Appeal by accused from his conviction for first degree murder. Crown’s case was based on circumstantial evidence and trial judge made this absolutely clear to jury. Accused and deceased were neighbours. Deceased’s wife and accused were involved in intimate relationship. Wife refused to leave deceased. On evening that deceased was killed he was alone in his cottage. Accused knew this and he also knew that wife was spending night elsewhere. He had key to deceased’s cottage and he knew its layout. He was well-known to family dog and there were no signs of forced entry. Deceased was killed in his bed. Cause of death was blunt force trauma, which was consistent with blow to head from baseball bat. Week before deceased was killed accused had baseball bat. Baseball bat with deceased’s blood was found in area where police officers saw accused two days after murder. Accused claimed that police acted improperly by vetting members of jury pool for criminal records and for outstanding criminal charges. Crown counsel at trial did not request these checks, knew nothing about them and saw no results. Appeal dismissed. Conviction was reasonable. Cumulative effect of circumstantial evidence was such that properly instructed jury could reasonably have found that accused unlawfully killed deceased, that unlawful killing was murder and that murder was planned and deliberate. Vetting of jury was not abuse of process. Checks had no impact on fairness of trial. For jury selection playing field remained level.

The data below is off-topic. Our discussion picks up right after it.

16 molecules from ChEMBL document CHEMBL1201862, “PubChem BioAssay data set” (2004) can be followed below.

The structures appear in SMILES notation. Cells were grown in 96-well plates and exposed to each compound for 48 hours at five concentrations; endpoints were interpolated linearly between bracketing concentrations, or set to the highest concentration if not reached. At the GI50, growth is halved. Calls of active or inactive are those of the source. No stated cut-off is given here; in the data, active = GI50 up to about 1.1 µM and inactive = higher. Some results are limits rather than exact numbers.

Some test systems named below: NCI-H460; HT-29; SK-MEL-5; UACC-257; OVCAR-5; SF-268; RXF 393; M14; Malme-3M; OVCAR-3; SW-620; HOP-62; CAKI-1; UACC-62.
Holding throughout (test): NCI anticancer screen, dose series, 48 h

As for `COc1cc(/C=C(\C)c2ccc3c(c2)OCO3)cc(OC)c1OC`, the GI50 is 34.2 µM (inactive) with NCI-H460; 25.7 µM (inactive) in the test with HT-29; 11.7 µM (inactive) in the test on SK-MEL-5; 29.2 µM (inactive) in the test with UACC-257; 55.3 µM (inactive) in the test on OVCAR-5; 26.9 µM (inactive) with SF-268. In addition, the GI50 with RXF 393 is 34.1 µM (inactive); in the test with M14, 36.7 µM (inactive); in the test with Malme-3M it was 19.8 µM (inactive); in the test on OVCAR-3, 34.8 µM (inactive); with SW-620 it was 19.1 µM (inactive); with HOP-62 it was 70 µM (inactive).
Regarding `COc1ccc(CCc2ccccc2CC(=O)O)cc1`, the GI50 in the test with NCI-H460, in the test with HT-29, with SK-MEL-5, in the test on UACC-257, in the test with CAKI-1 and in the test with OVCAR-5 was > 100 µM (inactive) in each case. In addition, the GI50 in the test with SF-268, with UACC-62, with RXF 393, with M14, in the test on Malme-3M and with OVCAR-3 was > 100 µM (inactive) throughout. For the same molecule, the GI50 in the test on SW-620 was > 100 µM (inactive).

R. v. Uhrig
(July 3, 2012, Ont. C.A., Rouleau, Watt and Pepall JJ.A., File No. C48468) 102 W.C.B. (2d) 18 (6 pp.).